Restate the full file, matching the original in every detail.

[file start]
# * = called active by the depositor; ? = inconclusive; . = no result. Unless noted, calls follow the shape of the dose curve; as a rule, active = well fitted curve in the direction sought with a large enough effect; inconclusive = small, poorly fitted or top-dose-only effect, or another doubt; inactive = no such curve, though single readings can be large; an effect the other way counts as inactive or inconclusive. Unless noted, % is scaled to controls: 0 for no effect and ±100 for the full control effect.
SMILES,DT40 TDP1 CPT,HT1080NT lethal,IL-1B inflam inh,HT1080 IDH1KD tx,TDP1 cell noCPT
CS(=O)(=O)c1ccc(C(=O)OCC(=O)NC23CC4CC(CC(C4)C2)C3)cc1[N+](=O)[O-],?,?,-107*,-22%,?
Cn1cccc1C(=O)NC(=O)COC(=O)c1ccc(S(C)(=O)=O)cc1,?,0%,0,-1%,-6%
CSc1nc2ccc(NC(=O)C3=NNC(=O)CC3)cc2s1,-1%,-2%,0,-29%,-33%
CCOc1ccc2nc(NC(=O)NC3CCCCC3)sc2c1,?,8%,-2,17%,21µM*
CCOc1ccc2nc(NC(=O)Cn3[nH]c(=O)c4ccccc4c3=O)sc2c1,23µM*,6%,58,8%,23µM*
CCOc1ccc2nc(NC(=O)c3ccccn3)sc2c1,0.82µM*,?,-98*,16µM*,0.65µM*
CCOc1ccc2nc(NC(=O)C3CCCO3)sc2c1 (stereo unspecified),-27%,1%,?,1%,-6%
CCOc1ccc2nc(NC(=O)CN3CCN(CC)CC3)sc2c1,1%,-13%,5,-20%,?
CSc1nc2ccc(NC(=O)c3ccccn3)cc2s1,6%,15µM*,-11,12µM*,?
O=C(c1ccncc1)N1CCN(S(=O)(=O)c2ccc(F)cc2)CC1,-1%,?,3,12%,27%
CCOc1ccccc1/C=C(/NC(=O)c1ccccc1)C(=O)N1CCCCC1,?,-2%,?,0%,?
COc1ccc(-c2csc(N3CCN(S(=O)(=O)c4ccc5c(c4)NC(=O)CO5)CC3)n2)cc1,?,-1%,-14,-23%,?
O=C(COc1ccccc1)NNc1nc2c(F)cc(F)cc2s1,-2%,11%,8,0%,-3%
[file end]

# * = called active by the depositor; ? = inconclusive; . = no result. Unless noted, calls follow the shape of the dose curve; as a rule, active = well fitted curve in the direction sought with a large enough effect; inconclusive = small, poorly fitted or top-dose-only effect, or another doubt; inactive = no such curve, though single readings can be large; an effect the other way counts as inactive or inconclusive. Unless noted, % is scaled to controls: 0 for no effect and ±100 for the full control effect.
SMILES,DT40 TDP1 CPT,HT1080NT lethal,IL-1B inflam inh,HT1080 IDH1KD tx,TDP1 cell noCPT
CS(=O)(=O)c1ccc(C(=O)OCC(=O)NC23CC4CC(CC(C4)C2)C3)cc1[N+](=O)[O-],?,?,-107*,-22%,?
Cn1cccc1C(=O)NC(=O)COC(=O)c1ccc(S(C)(=O)=O)cc1,?,0%,0,-1%,-6%
CSc1nc2ccc(NC(=O)C3=NNC(=O)CC3)cc2s1,-1%,-2%,0,-29%,-33%
CCOc1ccc2nc(NC(=O)NC3CCCCC3)sc2c1,?,8%,-2,17%,21µM*
CCOc1ccc2nc(NC(=O)Cn3[nH]c(=O)c4ccccc4c3=O)sc2c1,23µM*,6%,58,8%,23µM*
CCOc1ccc2nc(NC(=O)c3ccccn3)sc2c1,0.82µM*,?,-98*,16µM*,0.65µM*
CCOc1ccc2nc(NC(=O)C3CCCO3)sc2c1 (stereo unspecified),-27%,1%,?,1%,-6%
CCOc1ccc2nc(NC(=O)CN3CCN(CC)CC3)sc2c1,1%,-13%,5,-20%,?
CSc1nc2ccc(NC(=O)c3ccccn3)cc2s1,6%,15µM*,-11,12µM*,?
O=C(c1ccncc1)N1CCN(S(=O)(=O)c2ccc(F)cc2)CC1,-1%,?,3,12%,27%
CCOc1ccccc1/C=C(/NC(=O)c1ccccc1)C(=O)N1CCCCC1,?,-2%,?,0%,?
COc1ccc(-c2csc(N3CCN(S(=O)(=O)c4ccc5c(c4)NC(=O)CO5)CC3)n2)cc1,?,-1%,-14,-23%,?
O=C(COc1ccccc1)NNc1nc2c(F)cc(F)cc2s1,-2%,11%,8,0%,-3%